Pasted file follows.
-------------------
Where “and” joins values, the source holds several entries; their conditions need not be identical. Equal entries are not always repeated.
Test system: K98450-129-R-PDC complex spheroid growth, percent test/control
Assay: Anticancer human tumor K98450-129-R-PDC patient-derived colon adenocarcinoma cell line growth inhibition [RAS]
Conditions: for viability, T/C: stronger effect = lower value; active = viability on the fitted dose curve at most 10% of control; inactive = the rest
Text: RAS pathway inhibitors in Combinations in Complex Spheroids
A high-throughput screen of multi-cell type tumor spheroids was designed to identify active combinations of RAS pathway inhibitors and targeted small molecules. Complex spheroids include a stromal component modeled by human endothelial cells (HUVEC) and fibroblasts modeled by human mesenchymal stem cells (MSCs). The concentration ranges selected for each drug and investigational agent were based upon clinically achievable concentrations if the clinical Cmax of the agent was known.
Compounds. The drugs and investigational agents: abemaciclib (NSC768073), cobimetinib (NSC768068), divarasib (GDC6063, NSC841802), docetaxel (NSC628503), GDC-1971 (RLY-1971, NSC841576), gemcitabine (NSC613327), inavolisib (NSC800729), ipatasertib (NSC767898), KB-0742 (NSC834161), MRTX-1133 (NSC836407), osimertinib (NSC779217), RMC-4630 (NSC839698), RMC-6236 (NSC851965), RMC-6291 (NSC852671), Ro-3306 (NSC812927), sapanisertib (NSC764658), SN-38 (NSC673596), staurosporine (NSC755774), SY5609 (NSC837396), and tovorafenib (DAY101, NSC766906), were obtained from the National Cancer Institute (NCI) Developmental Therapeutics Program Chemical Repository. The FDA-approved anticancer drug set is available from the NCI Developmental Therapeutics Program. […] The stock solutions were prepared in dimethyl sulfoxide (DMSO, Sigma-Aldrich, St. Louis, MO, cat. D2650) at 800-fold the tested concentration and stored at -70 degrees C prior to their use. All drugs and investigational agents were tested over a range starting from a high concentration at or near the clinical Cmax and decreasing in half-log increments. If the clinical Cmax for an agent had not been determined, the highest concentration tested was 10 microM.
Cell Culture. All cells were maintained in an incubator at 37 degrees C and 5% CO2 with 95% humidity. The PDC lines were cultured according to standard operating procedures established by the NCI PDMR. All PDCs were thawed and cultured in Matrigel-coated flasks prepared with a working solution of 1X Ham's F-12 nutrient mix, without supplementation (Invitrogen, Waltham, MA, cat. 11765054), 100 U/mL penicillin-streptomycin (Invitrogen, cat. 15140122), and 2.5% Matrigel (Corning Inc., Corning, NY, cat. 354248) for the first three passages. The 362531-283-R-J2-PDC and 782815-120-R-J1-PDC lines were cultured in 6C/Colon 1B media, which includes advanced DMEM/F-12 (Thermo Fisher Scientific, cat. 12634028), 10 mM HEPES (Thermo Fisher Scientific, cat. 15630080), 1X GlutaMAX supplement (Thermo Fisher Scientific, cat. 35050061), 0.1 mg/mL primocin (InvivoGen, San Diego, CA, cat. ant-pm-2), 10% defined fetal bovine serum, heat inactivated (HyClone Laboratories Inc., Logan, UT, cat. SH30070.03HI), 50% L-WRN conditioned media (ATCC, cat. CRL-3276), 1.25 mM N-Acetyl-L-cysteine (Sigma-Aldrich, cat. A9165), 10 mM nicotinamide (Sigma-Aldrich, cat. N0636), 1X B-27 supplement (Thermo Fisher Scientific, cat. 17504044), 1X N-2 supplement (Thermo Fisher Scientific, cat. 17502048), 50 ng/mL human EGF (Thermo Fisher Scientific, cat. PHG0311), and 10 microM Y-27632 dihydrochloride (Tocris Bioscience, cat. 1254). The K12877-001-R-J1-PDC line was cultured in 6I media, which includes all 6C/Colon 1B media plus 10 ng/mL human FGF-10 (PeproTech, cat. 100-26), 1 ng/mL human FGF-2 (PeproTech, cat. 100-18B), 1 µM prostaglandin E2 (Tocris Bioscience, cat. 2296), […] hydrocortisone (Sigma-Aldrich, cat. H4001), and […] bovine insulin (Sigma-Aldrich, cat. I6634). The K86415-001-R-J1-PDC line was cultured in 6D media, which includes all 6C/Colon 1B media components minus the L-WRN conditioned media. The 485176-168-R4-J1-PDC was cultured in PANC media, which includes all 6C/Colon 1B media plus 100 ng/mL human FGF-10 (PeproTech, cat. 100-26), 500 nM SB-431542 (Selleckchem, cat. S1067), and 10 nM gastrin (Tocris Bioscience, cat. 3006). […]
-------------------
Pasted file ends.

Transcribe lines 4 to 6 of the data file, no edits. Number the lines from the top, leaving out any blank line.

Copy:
Conditions: for viability, T/C: stronger effect = lower value; active = viability on the fitted dose curve at most 10% of control; inactive = the rest
Text: RAS pathway inhibitors in Combinations in Complex Spheroids
A high-throughput screen of multi-cell type tumor spheroids was designed to identify active combinations of RAS pathway inhibitors and targeted small molecules. Complex spheroids include a stromal component modeled by human endothelial cells (HUVEC) and fibroblasts modeled by human mesenchymal stem cells (MSCs). The concentration ranges selected for each drug and investigational agent were based upon clinically achievable concentrations if the clinical Cmax of the agent was known.